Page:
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Major League Baseball's Official Hotel is Holiday Inn, So How Many Teams
 Stay at Holiday Inns When They're On Official Baseball Business?
By David Whitley, The Orlando Sentinel, Fla.McClatchy-Tribune Regional News

Jul. 20, 2007 - With you-know-who barreling toward the home-run record, the last thing baseball needs is another embarrassment.

Sorry, Mr. Selig, but this can no longer be ignored. Major League Baseball's official hotel is Holiday Inn.

Guess how many teams stay at Holiday Inns when they're on official baseball business?

If you said it's the same number of postgame buffets that C.C. Sabathia has skipped this year, you'd be right.

Zero.

To be accurate, we're not sure about the Yankees. They are one of four teams who don't list their road hotels. The other three confirmed they don't frequent The Nation's Innkeeper.

The Yankees did not respond, so I'll take a chance and say A-Rod and Jeter don't routinely bunk at Holiday Inns.

That makes it a tidy 0-for-30. Wow, what would it be if Holiday Inn weren't baseball's official hotel?

The company signed a three-year deal last year. Whatever it's paying, you wonder if it's getting its money's worth.

I tried getting a reaction from Holiday Inn but had no luck. Same with MLB. They'd obviously like this scandal to quietly go away. But like a Barry Bonds drug test, something just doesn't seem right.

The partnership is aimed primarily at fans. But official is official, right?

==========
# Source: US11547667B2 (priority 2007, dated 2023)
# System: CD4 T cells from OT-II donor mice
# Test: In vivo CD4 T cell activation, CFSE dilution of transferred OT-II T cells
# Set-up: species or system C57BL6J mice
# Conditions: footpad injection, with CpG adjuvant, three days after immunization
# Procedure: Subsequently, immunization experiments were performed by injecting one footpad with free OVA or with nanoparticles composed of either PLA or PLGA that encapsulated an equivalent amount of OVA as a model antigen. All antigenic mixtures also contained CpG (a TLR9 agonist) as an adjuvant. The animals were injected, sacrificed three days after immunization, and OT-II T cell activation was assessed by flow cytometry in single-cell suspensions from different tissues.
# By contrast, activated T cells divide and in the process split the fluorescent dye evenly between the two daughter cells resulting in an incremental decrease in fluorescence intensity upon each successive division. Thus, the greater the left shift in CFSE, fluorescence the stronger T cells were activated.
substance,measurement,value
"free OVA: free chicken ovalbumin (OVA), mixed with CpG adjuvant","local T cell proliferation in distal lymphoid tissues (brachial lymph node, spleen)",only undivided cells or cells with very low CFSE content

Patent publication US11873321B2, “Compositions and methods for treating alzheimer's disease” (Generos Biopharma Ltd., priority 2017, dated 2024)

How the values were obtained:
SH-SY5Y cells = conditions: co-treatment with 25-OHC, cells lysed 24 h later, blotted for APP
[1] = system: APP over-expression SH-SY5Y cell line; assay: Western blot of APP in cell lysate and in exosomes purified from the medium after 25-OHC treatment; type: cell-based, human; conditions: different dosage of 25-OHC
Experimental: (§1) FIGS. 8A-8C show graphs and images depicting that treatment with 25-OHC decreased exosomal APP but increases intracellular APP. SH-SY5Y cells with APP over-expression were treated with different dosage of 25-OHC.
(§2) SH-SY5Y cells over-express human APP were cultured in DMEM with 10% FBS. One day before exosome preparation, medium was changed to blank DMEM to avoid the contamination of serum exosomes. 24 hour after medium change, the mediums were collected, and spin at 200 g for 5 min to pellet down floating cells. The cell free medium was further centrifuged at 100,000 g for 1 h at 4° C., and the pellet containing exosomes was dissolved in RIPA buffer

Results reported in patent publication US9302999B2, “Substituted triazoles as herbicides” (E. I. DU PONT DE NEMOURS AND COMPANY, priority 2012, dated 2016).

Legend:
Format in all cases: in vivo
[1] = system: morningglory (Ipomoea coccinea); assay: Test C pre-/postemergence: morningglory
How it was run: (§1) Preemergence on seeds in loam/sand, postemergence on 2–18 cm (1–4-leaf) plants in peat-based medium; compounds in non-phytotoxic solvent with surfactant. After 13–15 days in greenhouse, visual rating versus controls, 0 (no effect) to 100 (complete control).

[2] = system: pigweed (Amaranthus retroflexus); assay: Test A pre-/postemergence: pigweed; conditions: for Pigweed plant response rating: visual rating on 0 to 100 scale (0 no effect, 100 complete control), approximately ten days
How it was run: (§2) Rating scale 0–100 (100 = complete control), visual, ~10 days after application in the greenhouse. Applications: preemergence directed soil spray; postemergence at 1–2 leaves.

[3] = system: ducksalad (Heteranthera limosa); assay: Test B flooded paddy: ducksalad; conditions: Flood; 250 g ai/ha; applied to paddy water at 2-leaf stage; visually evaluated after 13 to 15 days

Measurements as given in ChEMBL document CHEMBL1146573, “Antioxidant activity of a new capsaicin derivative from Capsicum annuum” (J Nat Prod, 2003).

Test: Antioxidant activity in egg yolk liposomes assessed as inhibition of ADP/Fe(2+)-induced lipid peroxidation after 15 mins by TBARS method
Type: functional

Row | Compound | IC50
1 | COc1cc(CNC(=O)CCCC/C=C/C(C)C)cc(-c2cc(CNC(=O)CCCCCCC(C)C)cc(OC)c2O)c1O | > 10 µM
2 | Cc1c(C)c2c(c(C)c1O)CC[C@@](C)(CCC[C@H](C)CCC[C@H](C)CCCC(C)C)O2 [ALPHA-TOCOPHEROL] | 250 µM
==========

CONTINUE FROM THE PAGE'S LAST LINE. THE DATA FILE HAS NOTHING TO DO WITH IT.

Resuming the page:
If Holiday Inn is good enough for baseball fans, isn't it good enough for baseball players? To paraphrase the players union: Hah hah hah hah.

That's insulting to all of us who grew up with the slogan, "The best surprise is no surprise." You knew what you were getting at a Holiday Inn: a decent room, a clean pool, a cheaper vacation bill for Dad.

And the really cool ones had a Magic Fingers vibrating bed. For a mere 25 cents you could try to sleep through a simulated earthquake.

Heck, back then a baseball player might actually be in the next room. Of course the average salary in 1971 was $31,543. This year it's $2.8 million.

All that money has come with a price as small-market teams bellyache that they compete. Well, here's an idea: Stop paying 300 bucks for a hotel room.

That's what one night will cost this weekend at the Westin Times Square, a regular five-star stop for teams. They get a group rate, but the definition of cheap is a $314 "traditional" room: king-size bed, 32-inch flat screen TV and "Heavenly Bed and Bath."

There's also a spa where you can get "a nourishing Mediterranean body wrap of organic tomato, artichoke and pumpkin."

What tired arm wouldn't love that?

But for $116, you could check in Saturday at the Newark Airport Holiday Inn. Sure, it's a little farther from Yankee or Shea stadium, but kids get to eat free.

If MLB were really shrewd it would make teams stay at Holiday Inn Express. You've seen the TV spots where regular schmoes are weirdly empowered by a night's stay.

One man performs surgery. A moron wins on Jeopardy. The Devil Rays could check in, go on a 48-game winning streak and pass the Red Sox on the season's final day.

As the winning run crosses the plate, the ump could say, "Hey, you're not the Devil Rays!"

"Yes we are. We stayed at Holiday Inn Express last night."

It would make a great commercial. Though if MLB really wanted to help its official hotel, it would occasionally put its players where its sponsorship money is.

The best surprise for fans wouldn't be no surprise. It would be seeing Bonds at the front desk demanding change for the Magic Fingers.

David Whitley can be reached at dwhitley@orlandosentinel.com.

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Copyright (c) 2007, The Orlando Sentinel, Fla.

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